My blog activity in 2016, the fifth year anniversary at the blog, was mostly devoted to discussing writing projects of mine: the original essay collection I edited called Murder in the Closet (more on this soon) and introductions to vintage mystery issues by Crippen & Landru (Patrick Quentin's The Puzzles of Peter Duluth), Coachwhip (Clifford Orr's The Dartmouth Murders, 1929, and The Wailing Rock Murders, 1932, Louis F. Booth's The Bank Vault Mystery, 1933, and Brokers' End, 1935, Katherine Woods' Murder in a Walled Town, 1934, Anita Boutell's Death Brings a Storke, 1938, and Cradled in Fear, 1941, and Ada Lingo's Murder in Texas, 1935) and Dean Street Press (20 E. R. Punshon titles, 6 reissues by Molly Thynne, and over 30 of Patricia Wentworth's mysteries--the ones without Miss Silver). That's 1 book for Crippen & Landru, 8 books for Coachwhip and nearly 60 for Dean Street Press, for a total of nearly 70 books (though "only" 22 individual introductions, I believe).
The Punshon project was the most involved, extending back two years now and seeing the reissuing of Punshon's entire oeuvre of Bobby Owen mysteries (35 novels, 5 short stories and 1 radio play). In total I wrote around 30,000 words in introductions for the series, making them collectively rather like an additional chapter to my two books on British mystery writers, Masters of the Humdrum Mystery (John Street, Freeman Wills Crofts, J.J. Connington) and The Spectrum of English Murder (Henry Wade, G.D.H. and Margaret Cole).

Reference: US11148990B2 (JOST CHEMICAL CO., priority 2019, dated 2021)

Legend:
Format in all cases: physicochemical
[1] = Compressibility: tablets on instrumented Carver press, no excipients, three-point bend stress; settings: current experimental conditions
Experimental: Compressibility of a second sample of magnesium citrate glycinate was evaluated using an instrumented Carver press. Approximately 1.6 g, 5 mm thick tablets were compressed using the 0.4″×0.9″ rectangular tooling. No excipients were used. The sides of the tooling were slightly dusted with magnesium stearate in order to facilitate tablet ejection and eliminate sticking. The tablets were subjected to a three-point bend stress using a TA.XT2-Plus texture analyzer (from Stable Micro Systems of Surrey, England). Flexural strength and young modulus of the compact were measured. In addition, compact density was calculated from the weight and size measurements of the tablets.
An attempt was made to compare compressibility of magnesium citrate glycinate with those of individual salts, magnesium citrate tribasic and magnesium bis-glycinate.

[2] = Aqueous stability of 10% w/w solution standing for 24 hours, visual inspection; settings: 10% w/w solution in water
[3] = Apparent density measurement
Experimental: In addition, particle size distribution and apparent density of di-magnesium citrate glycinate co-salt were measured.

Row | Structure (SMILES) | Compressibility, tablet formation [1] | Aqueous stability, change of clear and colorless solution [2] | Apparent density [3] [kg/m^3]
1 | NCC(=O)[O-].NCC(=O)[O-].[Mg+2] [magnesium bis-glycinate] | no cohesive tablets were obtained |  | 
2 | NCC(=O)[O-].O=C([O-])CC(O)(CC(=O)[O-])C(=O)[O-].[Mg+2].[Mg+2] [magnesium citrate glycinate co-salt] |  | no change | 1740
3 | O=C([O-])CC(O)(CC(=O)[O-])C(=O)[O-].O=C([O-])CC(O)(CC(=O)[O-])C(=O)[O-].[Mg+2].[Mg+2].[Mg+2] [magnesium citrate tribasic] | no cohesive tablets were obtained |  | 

But I enjoyed as well writing about Patrick Quentin (about whom there is yet more in Murder in the Closet), and Molly Thynne, Clifford Orr, Louis F. Booth, Katherine Woods, Anita Boutell and Ada Lingo. More is on the way this coming year, 2017. I have already written an introduction for Eleanore Kelly Sellars' Murder a la Mode (1941), which will be out in January, and introductions for Elizabeth Gill's three "Benvenuto Brown" detective novels--Strange Holiday (1929), What Dread Hand? (1932) and Crime De Luxe (1933)--which will be out in February. And there is much more to come!
On the blog I had lengthy pieces on the lives of crime fiction writers Kurt Steel, Amen Dell and Gordon Meyrick (all of whom are coming back in print in the coming year), Phoebe Atwood Taylor and the mother and daughters Helen Reilly, Mary McMullen and Ursula Curtiss, as well as crime fiction illustrator GP Micklewright; a long discussion about controversy surrounding Miles Burton's The Chinese Puzzle (1957); and reviews of Margaret Maron's Christmas Mourning (2010), Mary Roberts Rinehart's The Yellow Room (1945), Jonathan Stagge's The Three Fears (1949), Phoebe Atwood Taylor's The Annulet of Gilt (1938), Victor Gunn's Three Dates with Death (1947), George Bellairs' The Dead Shall Be Raised (1942) and Death on the Last Train (1948), W. Bolingbroke Johnson's The Widening Stain (1942), M. C. Beaton's Death of a Travelling Man (1993) and Death of a Bore (2003), Helen Reilly's Name Your Poison (1942), Mary McMullen's Strangle Hold (1951), Ursula Curtiss' The Noonday Devil (1951), HRF Keating's Inspector Ghote's Good Crusade (1966), Gordon Meyrick's The Body on the Pavement (1941), Colin Dexter's Service of All the Dead (1979), Douglas Clark's The Longest Pleausre (1981), Helen McCloy's She Walks Alone (1948) and Gladys Mitchell's Groaning Spinney (1950).
Of these 20 latter books, I would say the best was The Widening Stain, a classic American mystery in an an academic setting. Rue Morgue Press did reissue this one, but it has since gone out of print. Hope someone brings it back!
I wish my blog readers a happy new year and I promise to try to do more reviews while I keep my off-blog writing activities going. The coming year holds promise of many interesting things, and not just in the world of vintage mystery.